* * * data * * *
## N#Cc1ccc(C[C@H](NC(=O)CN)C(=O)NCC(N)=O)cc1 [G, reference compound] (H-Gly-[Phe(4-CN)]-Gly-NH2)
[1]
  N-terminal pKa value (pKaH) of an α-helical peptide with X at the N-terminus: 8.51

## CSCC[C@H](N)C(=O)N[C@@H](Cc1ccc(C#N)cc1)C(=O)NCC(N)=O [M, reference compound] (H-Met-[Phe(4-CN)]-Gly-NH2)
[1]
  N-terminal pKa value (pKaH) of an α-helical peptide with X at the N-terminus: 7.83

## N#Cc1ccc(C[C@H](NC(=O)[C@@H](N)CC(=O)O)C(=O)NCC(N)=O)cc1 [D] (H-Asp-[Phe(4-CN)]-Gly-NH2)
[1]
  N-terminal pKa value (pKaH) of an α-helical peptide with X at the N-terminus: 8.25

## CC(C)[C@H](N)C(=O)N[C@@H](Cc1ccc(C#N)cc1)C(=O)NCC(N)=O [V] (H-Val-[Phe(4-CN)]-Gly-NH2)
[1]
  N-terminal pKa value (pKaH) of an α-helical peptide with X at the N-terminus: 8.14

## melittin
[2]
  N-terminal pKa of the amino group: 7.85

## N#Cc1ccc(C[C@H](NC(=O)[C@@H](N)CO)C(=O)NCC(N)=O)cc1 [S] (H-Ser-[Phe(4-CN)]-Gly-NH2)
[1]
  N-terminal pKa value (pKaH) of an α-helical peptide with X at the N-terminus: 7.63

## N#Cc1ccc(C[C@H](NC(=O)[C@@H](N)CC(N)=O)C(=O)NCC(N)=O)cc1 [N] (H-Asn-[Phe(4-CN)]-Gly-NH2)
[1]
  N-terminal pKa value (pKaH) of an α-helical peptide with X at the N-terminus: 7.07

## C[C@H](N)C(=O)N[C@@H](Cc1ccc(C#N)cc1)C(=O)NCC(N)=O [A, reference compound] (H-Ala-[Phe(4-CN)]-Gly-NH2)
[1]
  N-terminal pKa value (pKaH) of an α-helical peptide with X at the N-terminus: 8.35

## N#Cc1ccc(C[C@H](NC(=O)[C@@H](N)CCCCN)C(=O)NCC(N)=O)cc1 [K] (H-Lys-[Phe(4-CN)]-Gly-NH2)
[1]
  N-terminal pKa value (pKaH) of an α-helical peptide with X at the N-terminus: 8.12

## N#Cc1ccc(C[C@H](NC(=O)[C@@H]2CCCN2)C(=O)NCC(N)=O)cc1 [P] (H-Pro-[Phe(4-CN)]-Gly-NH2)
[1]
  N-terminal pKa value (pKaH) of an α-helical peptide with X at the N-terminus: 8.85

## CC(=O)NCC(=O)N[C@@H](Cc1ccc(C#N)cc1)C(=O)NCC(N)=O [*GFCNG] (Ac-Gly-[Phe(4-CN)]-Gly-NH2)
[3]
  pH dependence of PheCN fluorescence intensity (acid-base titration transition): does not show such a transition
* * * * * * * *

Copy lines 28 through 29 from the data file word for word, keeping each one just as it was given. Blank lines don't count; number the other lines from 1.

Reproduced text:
## N#Cc1ccc(C[C@H](NC(=O)[C@@H]2CCCN2)C(=O)NCC(N)=O)cc1 [P] (H-Pro-[Phe(4-CN)]-Gly-NH2)
[1]